Alexander Khoruts

Professor of Medicine, Division of Gastroenterology, Hepatology and Nutrition
Section Lead, Luminal GI
MEC Directorship
Director, UMN Microbiota Therapeutics Program


Administrator Info
Name: GI Division
Phone: 612-625-8999
Mail: 420 Delaware Street SE, MMC 36, Minneapolis, MN 55455

Dr. Khoruts has trained at the University of Minnesota. In addition to completing his fellowship in gastroenterology, he also trained in basic immunology as a Howard Hughes Physician Fellow under the mentorship of Dr. Marc Jenkins in the Department of Microbiology. He continued his early research focus on basic biology of T cells and autoimmunity, but subsequently has redirected his efforts into areas ofmicrobiota therapeutics.

Research Summary

As a physician-scientist I am most interested in translating basic scientific discoveries and ideas into clinical applications. My main focus since mid-2000s has been on development of treatments to repair antibiotic injury to intestinal microbial communities, also known as the ‘microbiota’. The most well recognized complication of treatment with antibiotics is Clostridioides difficile infection. However, the standard treatment for this infection is more antibiotics. In fact, the treatment doesn’t work in many patients and the infection keeps coming back.

Our program has developed therapeutic preparations of donor microbiota to treat patients with difficult C. difficile infections; these are commonly known as Fecal Microbiota Transplants (FMT), although we prefer the term Intestinal Microbiota Transplants (IMT). We manufacture IMT preparations as frozen liquid or encapsulated freeze-dried microbiota. The latter can be taken by mouth.

Microbiota therapeutics are classified as drugs by the FDA. However, they are clearly different from small molecule drugs and biologics. In fact, these therapeutics belong to an entirely novel class of drugs, which requires building a new pharmacologic discipline. I am intensely interested in all aspects of microbiota therapeutics pharmacology, including formulation, pharmacokinetics, and pharmacodynamics.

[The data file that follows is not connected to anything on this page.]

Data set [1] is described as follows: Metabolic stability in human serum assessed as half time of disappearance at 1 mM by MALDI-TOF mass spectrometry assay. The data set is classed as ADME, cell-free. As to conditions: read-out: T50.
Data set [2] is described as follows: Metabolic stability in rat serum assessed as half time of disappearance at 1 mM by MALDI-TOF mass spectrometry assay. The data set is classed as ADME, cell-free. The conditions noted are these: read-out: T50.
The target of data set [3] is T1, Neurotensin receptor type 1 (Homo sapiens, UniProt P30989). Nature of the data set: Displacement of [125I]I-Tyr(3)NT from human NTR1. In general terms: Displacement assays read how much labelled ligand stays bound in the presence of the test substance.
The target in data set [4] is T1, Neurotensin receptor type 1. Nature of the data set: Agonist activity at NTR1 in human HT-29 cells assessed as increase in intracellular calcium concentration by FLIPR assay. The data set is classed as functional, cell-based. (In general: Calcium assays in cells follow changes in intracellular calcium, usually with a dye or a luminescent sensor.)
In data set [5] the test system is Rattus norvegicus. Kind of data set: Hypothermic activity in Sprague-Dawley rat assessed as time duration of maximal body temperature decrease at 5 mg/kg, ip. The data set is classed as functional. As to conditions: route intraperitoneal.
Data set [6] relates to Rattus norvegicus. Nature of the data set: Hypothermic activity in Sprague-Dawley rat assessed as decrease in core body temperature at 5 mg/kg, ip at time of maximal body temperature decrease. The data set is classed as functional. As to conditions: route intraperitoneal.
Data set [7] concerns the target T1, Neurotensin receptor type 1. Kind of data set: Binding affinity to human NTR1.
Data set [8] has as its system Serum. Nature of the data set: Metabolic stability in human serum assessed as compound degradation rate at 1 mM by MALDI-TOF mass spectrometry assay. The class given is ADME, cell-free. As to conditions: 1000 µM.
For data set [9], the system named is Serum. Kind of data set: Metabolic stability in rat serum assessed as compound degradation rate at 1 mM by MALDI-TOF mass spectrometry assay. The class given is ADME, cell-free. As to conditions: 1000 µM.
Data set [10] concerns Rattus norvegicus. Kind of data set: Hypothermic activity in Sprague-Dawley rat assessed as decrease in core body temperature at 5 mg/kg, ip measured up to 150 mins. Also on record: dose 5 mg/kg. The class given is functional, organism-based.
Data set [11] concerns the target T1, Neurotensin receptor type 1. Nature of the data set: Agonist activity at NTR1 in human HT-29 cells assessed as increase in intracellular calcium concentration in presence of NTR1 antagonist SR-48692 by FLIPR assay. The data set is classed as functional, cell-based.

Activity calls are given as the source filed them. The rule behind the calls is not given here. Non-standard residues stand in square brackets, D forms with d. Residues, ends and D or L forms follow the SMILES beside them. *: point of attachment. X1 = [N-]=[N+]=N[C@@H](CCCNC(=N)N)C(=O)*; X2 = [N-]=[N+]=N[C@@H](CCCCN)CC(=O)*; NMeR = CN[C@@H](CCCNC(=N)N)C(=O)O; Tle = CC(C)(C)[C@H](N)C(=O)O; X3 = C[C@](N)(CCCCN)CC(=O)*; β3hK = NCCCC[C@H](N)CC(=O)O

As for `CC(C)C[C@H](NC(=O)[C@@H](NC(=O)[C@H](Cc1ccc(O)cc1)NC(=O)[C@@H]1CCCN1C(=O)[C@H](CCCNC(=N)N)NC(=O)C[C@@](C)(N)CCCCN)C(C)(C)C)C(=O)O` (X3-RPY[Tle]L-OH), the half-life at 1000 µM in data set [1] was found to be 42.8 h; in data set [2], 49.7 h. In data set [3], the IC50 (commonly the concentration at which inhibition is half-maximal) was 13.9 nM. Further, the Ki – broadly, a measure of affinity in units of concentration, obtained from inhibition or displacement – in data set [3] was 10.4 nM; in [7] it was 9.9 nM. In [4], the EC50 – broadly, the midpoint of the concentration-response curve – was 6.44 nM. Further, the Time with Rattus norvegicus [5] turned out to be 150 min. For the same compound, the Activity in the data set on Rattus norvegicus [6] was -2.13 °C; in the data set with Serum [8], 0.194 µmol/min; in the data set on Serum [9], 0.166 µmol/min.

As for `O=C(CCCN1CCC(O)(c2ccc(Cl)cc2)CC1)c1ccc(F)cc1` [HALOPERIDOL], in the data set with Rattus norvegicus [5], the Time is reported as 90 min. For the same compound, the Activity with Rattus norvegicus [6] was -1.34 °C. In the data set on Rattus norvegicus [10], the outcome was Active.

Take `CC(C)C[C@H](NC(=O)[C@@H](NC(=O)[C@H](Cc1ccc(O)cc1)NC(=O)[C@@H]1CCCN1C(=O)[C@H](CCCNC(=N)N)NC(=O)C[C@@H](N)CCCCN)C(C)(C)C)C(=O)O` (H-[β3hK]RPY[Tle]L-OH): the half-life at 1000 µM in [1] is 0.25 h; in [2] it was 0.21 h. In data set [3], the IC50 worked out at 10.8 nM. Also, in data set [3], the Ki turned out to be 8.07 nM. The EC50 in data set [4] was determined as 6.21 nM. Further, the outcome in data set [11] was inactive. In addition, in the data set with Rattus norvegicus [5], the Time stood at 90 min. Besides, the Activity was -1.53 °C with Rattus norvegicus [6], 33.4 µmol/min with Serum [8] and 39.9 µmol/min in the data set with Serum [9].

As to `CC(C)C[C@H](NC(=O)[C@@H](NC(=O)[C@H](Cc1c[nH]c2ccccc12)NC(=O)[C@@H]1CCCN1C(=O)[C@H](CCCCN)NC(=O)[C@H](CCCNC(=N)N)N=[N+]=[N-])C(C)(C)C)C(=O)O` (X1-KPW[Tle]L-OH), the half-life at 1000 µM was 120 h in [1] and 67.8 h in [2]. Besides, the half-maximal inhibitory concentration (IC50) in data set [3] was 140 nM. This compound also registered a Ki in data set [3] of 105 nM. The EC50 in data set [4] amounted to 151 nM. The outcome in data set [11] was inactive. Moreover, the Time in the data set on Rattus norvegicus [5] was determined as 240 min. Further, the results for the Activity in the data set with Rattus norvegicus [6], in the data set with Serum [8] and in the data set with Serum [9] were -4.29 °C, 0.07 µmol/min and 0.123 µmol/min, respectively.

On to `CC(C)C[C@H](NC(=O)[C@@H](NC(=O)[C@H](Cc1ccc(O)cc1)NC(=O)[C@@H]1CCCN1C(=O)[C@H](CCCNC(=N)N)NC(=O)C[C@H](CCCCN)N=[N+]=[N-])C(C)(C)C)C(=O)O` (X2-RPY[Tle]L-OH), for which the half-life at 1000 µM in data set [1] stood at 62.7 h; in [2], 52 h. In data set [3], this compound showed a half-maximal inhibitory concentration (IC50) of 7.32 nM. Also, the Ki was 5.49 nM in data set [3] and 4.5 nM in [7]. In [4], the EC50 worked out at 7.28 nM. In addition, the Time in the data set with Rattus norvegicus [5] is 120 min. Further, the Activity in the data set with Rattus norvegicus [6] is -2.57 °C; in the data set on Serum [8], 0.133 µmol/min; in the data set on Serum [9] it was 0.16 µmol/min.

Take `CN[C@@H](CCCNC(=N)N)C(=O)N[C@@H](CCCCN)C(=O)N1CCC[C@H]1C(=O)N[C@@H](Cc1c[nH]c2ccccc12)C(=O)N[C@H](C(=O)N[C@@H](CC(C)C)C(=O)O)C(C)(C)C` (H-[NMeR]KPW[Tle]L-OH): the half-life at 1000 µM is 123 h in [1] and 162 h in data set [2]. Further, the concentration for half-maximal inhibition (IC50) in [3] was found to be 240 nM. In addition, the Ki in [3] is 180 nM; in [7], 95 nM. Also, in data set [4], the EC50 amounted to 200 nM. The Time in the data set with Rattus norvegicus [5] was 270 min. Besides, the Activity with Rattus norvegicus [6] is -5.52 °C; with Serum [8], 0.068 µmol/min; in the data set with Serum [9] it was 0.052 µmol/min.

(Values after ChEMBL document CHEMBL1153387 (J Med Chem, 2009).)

There are many potential clinical applications of microbiota therapeutics. Our program is committed to support academic trials for a variety of applications. Some of the ongoing work is in the areas of ulcerative colitis, autism, advanced liver disease, and others. Microbiome research is applicable to many areas of medicine and we are happy to collaborate with clinical investigators.

The success of our program is built on team science. Microbiome research is complex, and our team includes expertise in computational biology, microbiology, pharmacology, medicinal chemistry, and others. A more complete description of the program can be found here.

Teaching Summary

Mucosal immunology; Clinical gastroenterology

Clinical Summary

Gastroenterology; Immune disorders involving the gastrointestinal tract; Microbiota therapeutics


MD, University of Minnesota

Fellowships, Residencies, and Visiting Engagements

Internal Medicine, Residency
University of Minnesota
Gastroenterology, Fellowship
University of Minnesota

Honors and Recognition

Research Excellence Award, Department of Medicine, University of Minnesota
Top Doctors, Minnesota Monthly Magazine
Young Investigator Award (2001-2003), Department of Medicine, University of Minnesota
Top 1% Most Highly Cited Researcher by Clarivate Analytics (2019, 2020)

Professional Memberships

Principal Investigator on several NIH-funded research projects
American Association of Immunologists, Member
American Society for Gastrointestinal Endoscopy, Member
American Gastroenterological Association, Member
Selected Publications

Selected Publications

Staley, C., Kaiser, T., Beura, L.K., Hamilton, M.J., Weingarden, A.R., Bobr, A., Kang, J., Masopust, D., Sadowsky, M.J., and Khoruts, A. Stable engraftment of human microbiota into mice with a single oral gavage following antibiotic conditioning. Microbiome. 2017, 5(1):87.,
Staley C, Kaiser T, Vaughn BP, Craiziger C, Hamilton MJ, Kabage AJ, Khoruts A, Sadowsky MJ. Durable long-term bacterial engraftment following encapsulated fecal microbiota transplantation to treat Clostridium difficile infection. mBio. 2019.,
Staley, C.*, Kaiser ,T., and Khoruts, A*. Clinician Guide to Microbiome Testing. Dig Dis Sci. 2018, 63(12):3167-3177; *Equal contributors.,
Khoruts A, Hoffmann DE, Palumbo FB. The impact of regulatory policies on the future of fecal microbiota transplanatation. J Law Med Ethics. 2019, 47:482-504,